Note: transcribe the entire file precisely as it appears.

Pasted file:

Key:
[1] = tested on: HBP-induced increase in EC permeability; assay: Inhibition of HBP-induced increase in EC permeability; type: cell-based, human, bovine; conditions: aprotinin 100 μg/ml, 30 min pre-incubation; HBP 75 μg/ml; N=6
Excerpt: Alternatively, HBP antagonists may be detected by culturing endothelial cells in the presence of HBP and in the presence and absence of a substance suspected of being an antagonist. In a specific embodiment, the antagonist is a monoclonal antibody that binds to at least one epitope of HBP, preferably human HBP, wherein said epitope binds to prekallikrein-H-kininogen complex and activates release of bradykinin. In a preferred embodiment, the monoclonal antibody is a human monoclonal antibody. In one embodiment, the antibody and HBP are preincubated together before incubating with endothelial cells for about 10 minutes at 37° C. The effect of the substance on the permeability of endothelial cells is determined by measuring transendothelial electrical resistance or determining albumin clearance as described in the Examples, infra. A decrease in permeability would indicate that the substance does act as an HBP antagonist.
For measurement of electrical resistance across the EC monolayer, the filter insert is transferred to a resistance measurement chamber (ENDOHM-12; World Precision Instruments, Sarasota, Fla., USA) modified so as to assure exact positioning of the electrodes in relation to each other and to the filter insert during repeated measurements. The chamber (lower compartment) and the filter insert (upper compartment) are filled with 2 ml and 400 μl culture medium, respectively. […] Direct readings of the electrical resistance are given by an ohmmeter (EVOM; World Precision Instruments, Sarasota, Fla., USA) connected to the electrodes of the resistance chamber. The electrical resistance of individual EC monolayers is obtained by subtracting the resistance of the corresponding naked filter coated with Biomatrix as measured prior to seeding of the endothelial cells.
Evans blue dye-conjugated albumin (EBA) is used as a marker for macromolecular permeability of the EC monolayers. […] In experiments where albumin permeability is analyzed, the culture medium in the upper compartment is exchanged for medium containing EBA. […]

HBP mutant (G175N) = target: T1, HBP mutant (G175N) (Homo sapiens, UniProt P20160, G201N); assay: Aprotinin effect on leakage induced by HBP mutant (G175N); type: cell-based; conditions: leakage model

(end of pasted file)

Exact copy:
Key:
[1] = tested on: HBP-induced increase in EC permeability; assay: Inhibition of HBP-induced increase in EC permeability; type: cell-based, human, bovine; conditions: aprotinin 100 μg/ml, 30 min pre-incubation; HBP 75 μg/ml; N=6
Excerpt: Alternatively, HBP antagonists may be detected by culturing endothelial cells in the presence of HBP and in the presence and absence of a substance suspected of being an antagonist. In a specific embodiment, the antagonist is a monoclonal antibody that binds to at least one epitope of HBP, preferably human HBP, wherein said epitope binds to prekallikrein-H-kininogen complex and activates release of bradykinin. In a preferred embodiment, the monoclonal antibody is a human monoclonal antibody. In one embodiment, the antibody and HBP are preincubated together before incubating with endothelial cells for about 10 minutes at 37° C. The effect of the substance on the permeability of endothelial cells is determined by measuring transendothelial electrical resistance or determining albumin clearance as described in the Examples, infra. A decrease in permeability would indicate that the substance does act as an HBP antagonist.
For measurement of electrical resistance across the EC monolayer, the filter insert is transferred to a resistance measurement chamber (ENDOHM-12; World Precision Instruments, Sarasota, Fla., USA) modified so as to assure exact positioning of the electrodes in relation to each other and to the filter insert during repeated measurements. The chamber (lower compartment) and the filter insert (upper compartment) are filled with 2 ml and 400 μl culture medium, respectively. […] Direct readings of the electrical resistance are given by an ohmmeter (EVOM; World Precision Instruments, Sarasota, Fla., USA) connected to the electrodes of the resistance chamber. The electrical resistance of individual EC monolayers is obtained by subtracting the resistance of the corresponding naked filter coated with Biomatrix as measured prior to seeding of the endothelial cells.
Evans blue dye-conjugated albumin (EBA) is used as a marker for macromolecular permeability of the EC monolayers. […] In experiments where albumin permeability is analyzed, the culture medium in the upper compartment is exchanged for medium containing EBA. […]

HBP mutant (G175N) = target: T1, HBP mutant (G175N) (Homo sapiens, UniProt P20160, G201N); assay: Aprotinin effect on leakage induced by HBP mutant (G175N); type: cell-based; conditions: leakage model